When he was barely out of his teens, Martin Landau was already a successful cartoonist working for the New York Daily News. In fact, the young artist was being groomed by the paper as its next theatrical caricaturist. Landau knew that if he got the job, he would never give it up.
That’s when he decided to call it quits and change the course of his life.
“It was an impulsive move on my part to do that,” Landau admitted during a phone interview. “To become an actor was a dream I must’ve had so deeply and so strongly because I left a lucrative, well-paying job that I could do well to become an unemployed actor. It’s crazy if you think about it. To this day, I can still hear my mother’s voice saying, ‘You did what?!’ ”
Fortunately for Landau, his risky decision paid off big time with a career that began over six decades ago and continues today. On April 18, Landau’s accomplishments as an actor, which include winning an Academy Award, will be honored with the 2013 Israel Film Festival Career Achievement Award at the festival’s 27th opening-night gala. The event will take place at the Writers Guild Theater in Beverly Hills.
“I think it’s wonderful,” said Landau. “Usually a lot of these people get these after they’ve left this dimension, so to speak, so it’s wonderful to be recognized like this. Israel, in one way or another, has been a part of [my] life.”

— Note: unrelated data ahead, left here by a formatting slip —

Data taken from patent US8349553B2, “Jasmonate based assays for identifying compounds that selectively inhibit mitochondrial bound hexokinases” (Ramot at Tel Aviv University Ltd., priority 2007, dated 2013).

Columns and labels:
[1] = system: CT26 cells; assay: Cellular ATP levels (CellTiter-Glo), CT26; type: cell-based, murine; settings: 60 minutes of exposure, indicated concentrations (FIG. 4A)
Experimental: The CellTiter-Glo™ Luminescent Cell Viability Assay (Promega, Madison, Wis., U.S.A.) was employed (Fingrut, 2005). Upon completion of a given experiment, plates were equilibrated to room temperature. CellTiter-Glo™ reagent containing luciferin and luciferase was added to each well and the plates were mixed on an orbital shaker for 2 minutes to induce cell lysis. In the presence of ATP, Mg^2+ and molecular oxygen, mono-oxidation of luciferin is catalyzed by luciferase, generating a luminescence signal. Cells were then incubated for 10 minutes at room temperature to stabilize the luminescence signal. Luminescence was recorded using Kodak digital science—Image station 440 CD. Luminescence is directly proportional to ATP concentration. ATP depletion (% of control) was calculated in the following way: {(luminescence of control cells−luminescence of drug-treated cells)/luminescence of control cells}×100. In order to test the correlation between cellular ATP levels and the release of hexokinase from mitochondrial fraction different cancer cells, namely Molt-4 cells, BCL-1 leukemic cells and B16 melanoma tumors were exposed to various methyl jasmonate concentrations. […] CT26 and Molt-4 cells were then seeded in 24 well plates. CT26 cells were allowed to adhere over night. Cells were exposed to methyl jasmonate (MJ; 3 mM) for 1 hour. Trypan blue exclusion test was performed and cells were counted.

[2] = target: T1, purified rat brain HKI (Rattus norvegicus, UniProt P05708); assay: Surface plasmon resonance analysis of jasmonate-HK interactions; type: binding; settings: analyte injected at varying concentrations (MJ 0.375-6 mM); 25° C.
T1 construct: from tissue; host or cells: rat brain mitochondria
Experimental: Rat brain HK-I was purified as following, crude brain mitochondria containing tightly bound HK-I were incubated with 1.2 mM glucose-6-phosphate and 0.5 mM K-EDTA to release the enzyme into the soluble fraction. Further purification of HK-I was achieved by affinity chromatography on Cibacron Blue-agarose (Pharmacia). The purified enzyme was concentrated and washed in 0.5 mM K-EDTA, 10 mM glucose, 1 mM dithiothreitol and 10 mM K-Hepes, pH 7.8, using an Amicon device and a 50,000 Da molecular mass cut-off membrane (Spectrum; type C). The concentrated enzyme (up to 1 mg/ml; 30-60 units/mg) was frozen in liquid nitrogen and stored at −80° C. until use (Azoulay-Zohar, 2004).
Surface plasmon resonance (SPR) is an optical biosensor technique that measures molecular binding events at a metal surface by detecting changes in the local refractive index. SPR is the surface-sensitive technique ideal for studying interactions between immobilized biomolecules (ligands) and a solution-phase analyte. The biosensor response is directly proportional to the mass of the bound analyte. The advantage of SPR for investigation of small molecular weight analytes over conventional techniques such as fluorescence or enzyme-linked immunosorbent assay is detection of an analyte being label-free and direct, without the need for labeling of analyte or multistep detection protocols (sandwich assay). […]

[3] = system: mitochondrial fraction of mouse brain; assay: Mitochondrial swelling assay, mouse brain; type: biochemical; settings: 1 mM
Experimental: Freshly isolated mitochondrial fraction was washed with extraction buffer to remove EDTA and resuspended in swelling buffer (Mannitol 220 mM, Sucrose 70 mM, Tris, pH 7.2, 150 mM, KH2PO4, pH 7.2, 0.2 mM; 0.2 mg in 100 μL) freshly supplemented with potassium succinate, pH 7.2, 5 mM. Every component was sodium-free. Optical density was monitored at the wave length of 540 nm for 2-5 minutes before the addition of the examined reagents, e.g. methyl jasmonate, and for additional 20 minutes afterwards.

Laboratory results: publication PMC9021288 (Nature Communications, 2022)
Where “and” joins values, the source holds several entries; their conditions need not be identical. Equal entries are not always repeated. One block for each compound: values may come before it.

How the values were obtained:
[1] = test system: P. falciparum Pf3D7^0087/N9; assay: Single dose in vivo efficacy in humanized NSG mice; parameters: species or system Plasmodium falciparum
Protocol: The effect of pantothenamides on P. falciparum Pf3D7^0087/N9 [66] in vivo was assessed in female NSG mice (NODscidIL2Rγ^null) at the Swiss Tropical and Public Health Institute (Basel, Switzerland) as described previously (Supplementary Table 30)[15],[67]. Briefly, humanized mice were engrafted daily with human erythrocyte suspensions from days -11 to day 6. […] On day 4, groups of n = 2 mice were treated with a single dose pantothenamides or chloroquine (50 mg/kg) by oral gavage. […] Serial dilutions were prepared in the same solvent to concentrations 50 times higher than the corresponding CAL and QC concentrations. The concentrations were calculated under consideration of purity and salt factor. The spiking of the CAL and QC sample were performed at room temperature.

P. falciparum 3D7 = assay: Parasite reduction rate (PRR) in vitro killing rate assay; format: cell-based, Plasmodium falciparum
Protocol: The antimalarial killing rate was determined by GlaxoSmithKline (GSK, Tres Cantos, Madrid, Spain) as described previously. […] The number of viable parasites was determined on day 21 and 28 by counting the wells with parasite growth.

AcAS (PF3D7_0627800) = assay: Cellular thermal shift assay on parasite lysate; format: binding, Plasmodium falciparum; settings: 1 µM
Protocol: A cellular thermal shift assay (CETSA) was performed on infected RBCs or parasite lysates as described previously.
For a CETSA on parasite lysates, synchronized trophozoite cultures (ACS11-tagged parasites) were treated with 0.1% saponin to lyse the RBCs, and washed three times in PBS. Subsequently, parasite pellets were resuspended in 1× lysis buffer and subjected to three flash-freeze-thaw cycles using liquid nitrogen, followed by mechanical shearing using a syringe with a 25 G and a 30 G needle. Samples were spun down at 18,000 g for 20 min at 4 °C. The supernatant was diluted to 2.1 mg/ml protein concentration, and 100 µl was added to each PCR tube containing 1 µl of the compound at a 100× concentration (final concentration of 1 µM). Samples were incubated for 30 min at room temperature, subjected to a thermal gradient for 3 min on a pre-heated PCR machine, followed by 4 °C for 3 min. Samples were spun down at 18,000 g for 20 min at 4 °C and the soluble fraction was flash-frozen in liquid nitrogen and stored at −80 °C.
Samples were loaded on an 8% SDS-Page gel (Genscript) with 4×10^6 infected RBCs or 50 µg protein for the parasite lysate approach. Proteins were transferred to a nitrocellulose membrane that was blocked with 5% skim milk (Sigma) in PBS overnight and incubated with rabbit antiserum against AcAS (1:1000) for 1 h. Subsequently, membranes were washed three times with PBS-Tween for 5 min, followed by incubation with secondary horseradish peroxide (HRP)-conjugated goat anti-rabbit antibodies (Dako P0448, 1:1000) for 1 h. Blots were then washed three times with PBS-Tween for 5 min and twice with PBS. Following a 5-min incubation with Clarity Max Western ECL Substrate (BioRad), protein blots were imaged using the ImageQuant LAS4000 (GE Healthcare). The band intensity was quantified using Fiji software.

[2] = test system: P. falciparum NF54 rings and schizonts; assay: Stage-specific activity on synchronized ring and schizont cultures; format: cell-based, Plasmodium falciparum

Landau was born in 1928 and raised in the Flatbush section of Brooklyn, with his mother, father and two older sisters. He describes his father as “not terribly religious,” but he did attend an Orthodox synagogue, where Landau had his bar mitzvah.
“I’m not an overly religious person,” Landau said. “By religious, I mean in terms of actual orthodoxy, but I’m deeply Jewish culturally.”
Landau began his stage debut in 1951 with the off-Broadway production “First Love.” From there he made the move to live television anthology productions, such as “Playhouse 90” and “Omnibus.” He also played a guest role on one of television’s first family sitcoms, “The Goldbergs,” the hit show about a Jewish family in the Bronx that was written and directed by the show’s star Gertrude Berg, who played matriarch Molly Goldberg.
In 1955, Landau decided to audition for the prestigious Actors Studio run by the legendary acting coach Lee Strasberg along with Elia Kazan and Cheryl Crawford. As one of 2,000 hopeful applicants, Landau chose a scene from Clifford Odets’ “Clash by Night,” a choice his friends discouraged.
“Everyone told me not to do it because Strasberg directed it on Broadway and it was a flop. And they told me even if Kazan and Cheryl Crawford pass you, Strasberg never will. I went with my gut and not what everyone was telling me.”
Again, Landau’s instincts proved to be right. He was one of only two actors chosen for the studio. The other was Steve McQueen.
Landau’s television career flourished, and he practically became a staple of the medium, appearing on dozens of popular shows, including “The Twilight Zone” and “The Outer Limits.” He also co-starred on two notable series, “Mission: Impossible” and “Space: 1999.”